|Help For Mobile App Devs From Text Mining|
|Written by Lucy Black|
|Tuesday, 13 November 2018|
Mobile app developers need to react quickly to reviews that reflect dissatisfaction. Statisticians at Cornell have found a faster way for developers to respond, with a new text-mining method that aggregates and parses customer reviews in one step.
The innovative model was devised by Shawn Mankad, assistant professor of operations, technology and information management in the Samuel Curtis Johnson Graduate School of Management. With his team, Mankad was, in 2017, awarded a grant of $525,000 over 4 years to create new tools to monitor the stability of the financial system. His paper, Single stage prediction with embedded topic modeling of online reviews for mobile app management, co-authored with Cornell doctoral candidate Shengli Hu and Anandasivam Gopal of the University of Maryland has been accepted for the Annals of Applied Statistics.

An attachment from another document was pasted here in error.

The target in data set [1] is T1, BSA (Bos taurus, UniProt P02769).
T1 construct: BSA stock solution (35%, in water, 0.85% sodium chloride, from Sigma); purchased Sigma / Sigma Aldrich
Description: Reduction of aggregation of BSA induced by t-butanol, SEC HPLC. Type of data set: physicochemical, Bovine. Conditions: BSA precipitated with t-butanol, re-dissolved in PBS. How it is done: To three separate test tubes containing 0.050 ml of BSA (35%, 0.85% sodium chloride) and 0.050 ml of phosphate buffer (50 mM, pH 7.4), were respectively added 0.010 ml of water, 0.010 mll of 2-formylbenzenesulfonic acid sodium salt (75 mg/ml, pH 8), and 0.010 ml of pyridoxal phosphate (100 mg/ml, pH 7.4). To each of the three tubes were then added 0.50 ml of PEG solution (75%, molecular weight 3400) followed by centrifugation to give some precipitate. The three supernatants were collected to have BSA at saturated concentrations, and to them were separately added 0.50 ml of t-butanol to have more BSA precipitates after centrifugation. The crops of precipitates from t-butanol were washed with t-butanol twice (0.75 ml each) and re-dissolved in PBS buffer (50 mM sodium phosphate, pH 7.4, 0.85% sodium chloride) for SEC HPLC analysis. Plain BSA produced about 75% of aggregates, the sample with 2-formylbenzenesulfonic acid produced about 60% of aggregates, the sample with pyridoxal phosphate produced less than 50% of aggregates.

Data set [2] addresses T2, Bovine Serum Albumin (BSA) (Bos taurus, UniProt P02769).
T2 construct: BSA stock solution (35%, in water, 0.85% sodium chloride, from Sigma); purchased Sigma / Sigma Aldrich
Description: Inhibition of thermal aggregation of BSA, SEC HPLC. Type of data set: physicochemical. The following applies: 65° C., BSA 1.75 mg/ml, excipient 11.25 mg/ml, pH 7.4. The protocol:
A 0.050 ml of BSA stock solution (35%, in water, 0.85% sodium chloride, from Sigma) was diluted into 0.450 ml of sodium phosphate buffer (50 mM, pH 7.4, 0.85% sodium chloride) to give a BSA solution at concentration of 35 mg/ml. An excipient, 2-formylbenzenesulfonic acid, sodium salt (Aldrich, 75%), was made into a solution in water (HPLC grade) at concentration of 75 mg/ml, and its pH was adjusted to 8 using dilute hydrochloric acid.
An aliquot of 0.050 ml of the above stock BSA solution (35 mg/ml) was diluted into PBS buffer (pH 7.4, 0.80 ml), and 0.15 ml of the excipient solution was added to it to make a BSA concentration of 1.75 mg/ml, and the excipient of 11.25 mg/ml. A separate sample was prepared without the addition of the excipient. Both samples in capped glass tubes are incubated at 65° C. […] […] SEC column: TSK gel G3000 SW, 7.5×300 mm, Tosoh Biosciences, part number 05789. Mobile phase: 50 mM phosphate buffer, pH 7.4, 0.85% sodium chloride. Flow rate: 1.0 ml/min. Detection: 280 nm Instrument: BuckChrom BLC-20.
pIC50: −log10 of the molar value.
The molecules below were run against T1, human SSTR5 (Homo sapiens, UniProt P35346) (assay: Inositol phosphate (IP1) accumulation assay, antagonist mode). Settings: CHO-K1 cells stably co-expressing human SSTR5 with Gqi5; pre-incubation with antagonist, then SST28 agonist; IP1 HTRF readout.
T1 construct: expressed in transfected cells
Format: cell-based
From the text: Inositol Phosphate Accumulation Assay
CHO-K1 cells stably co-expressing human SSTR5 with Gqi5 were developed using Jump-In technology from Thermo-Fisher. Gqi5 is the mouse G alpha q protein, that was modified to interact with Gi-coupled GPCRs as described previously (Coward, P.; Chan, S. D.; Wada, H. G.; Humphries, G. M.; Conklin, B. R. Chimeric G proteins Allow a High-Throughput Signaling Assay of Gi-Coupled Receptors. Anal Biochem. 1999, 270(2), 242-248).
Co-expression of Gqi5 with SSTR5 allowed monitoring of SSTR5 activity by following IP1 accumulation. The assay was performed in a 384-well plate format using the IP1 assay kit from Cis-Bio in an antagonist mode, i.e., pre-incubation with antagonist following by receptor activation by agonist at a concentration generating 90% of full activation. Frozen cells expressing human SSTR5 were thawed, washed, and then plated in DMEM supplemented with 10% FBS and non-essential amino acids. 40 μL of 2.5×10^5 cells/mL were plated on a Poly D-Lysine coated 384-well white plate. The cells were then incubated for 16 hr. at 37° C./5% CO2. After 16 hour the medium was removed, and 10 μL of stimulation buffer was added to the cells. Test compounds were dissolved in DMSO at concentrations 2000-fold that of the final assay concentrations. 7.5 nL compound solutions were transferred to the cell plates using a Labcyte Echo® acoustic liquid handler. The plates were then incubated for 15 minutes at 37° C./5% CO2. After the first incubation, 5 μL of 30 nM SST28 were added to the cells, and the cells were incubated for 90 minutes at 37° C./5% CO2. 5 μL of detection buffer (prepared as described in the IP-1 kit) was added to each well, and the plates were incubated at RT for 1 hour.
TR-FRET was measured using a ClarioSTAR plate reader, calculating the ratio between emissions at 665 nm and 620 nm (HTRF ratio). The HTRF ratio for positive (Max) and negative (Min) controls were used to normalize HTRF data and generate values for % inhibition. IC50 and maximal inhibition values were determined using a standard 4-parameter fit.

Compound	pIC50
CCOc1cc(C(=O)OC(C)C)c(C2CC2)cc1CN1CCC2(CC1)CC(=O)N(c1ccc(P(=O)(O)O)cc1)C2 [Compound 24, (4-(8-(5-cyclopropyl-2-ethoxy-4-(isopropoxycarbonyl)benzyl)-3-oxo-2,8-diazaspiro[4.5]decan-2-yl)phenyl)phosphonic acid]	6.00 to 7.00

In the paper's abstract Mankad et al. state:
A diferentiating feature of mobile apps to traditional
Explaining the method in more informal terms. Mankad notes that in text mining, a common way to represent texts is to construct a huge matrix to keep track of which words appear in which online review. The matrix becomes very wide and it is necessary to reduce the number of columns. The model, in effect, takes a weighted average of words that appear in online reviews. Each of those weighted averages represents a topic of discussion. The method not only provides guidance on a single app's performance but also compares it to competing apps over time to benchmark features and consumer sentiment.
Credit: Cornell Brand Communications
Mankad and his colleagues applied their approach to both simulated data and more than 104,000 mobile reviews of 162 versions of apps from three of the most popular online travel agents in the United States: Expedia, Kayak and TripAdvisor. There were more than 1,000 reviews per app per year. They found that their text-mining model performed better than the standard methods at forecasting accuracy on both real reviews and simulated data. And they found that the method can help companies weigh the pros and cons of how frequently they release new versions of their apps.
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|Last Updated ( Tuesday, 13 November 2018 )|